- About FSPH
- Current Students
- Prospective Students
- Alumni Affairs
- Give to the School
|Departments||Type of Faculty|
|Environmental Health Sciences||Part Time|
Evaluation of Diagnostic Methods
Public Health Workforce Development
Dr. Green is the Director of the Los Angeles County Public Health Laboratory. She is an accomplished scientist with more than 15 years of experience working in the field of Microbiology. Her training includes molecular biology, bacterial pathogenesis mechanisms, molecular epidemiological surveillance studies, and design of laboratory developed tests. The majority of her projects have combined the use of epidemiological data with state-of-the-art laboratory technology such as PCR and DNA sequencing to study large numbers of clinical isolates. She came to Public Health because it represented an opportunity for her to integrate techniques and technology that she learned from scientific research to improve community health and patient outcome as well as fulfill the need for qualified Public Health Laboratory Directors. She is a licensed California Public Health Microbiologist and also holds national certification through the American Society for Clinical Pathology and State of California as a clinical microbiologist. Dr. Green is board certified as a medical microbiologist through the American Board of Medical Microbiology.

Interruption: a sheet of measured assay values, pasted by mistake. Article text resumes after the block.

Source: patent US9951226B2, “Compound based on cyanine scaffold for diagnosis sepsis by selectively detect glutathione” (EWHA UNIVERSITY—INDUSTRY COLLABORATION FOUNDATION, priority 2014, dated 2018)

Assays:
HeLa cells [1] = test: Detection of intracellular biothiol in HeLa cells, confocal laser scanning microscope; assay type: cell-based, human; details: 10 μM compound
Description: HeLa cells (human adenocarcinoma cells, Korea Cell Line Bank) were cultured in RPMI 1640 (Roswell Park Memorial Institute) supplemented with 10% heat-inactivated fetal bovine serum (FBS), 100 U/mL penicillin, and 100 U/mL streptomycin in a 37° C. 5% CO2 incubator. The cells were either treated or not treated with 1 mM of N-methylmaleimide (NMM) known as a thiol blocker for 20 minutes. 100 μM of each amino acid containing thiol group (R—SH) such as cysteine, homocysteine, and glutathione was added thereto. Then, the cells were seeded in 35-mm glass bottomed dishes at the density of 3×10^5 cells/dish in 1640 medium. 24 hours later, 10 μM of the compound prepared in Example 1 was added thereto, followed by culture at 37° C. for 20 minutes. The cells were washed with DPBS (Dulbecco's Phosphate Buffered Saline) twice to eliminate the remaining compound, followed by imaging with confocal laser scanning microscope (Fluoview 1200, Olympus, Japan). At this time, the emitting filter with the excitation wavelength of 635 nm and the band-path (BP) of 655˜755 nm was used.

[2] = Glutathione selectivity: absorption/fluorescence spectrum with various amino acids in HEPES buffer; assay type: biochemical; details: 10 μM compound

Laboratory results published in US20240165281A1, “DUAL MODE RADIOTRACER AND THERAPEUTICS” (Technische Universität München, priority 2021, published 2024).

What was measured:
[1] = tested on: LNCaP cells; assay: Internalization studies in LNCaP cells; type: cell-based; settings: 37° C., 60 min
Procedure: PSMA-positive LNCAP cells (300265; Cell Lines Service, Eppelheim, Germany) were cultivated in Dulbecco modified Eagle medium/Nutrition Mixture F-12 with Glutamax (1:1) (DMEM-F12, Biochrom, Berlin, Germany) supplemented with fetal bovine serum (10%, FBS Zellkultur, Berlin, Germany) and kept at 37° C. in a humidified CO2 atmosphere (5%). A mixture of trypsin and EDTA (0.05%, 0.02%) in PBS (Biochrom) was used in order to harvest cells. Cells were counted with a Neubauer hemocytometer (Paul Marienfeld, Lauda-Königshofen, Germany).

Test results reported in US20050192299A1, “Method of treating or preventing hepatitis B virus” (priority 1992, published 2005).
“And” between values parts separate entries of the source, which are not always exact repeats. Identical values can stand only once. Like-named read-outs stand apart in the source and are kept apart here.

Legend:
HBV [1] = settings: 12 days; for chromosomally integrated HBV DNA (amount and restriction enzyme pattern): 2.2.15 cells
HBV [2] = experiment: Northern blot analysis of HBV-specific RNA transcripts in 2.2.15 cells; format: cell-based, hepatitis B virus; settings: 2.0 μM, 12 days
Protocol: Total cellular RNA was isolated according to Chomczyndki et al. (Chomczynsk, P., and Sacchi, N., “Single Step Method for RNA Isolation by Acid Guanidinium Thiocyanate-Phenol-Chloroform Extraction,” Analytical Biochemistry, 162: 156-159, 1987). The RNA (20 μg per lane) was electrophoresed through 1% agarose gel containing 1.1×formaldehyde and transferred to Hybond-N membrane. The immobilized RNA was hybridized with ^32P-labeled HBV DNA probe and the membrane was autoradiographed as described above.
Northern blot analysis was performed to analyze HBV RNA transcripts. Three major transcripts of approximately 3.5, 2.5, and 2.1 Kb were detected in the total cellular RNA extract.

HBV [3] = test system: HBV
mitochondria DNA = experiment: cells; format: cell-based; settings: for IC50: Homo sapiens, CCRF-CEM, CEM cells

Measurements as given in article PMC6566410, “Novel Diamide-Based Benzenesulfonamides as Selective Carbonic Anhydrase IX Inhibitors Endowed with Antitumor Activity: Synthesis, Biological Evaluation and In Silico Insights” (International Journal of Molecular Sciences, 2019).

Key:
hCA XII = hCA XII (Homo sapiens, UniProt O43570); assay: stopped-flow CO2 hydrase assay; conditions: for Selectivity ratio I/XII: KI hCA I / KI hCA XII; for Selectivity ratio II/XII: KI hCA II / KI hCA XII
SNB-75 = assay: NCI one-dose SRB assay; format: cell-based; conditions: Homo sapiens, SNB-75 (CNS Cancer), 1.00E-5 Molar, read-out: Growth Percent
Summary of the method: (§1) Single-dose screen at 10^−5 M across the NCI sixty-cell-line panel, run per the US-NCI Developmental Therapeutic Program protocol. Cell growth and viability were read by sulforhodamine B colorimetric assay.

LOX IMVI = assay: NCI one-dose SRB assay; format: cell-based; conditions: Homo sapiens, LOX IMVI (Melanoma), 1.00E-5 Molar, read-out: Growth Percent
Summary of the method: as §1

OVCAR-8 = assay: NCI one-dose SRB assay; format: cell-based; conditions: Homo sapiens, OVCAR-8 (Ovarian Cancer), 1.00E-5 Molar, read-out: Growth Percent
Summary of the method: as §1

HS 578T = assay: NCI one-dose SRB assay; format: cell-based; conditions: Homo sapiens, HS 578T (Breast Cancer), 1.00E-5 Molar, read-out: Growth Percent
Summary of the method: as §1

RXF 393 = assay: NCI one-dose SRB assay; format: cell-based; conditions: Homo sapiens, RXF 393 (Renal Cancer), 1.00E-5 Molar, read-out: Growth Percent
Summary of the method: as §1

She is passionate about teaching and is dedicated to developing new public health and clinical microbiology professionals. Her most important accomplishment has been to share the knowledge she has learned from her experiences and continue the public health microbiologist training program which serves as a pipeline for public health workforce development and future laboratory professionals.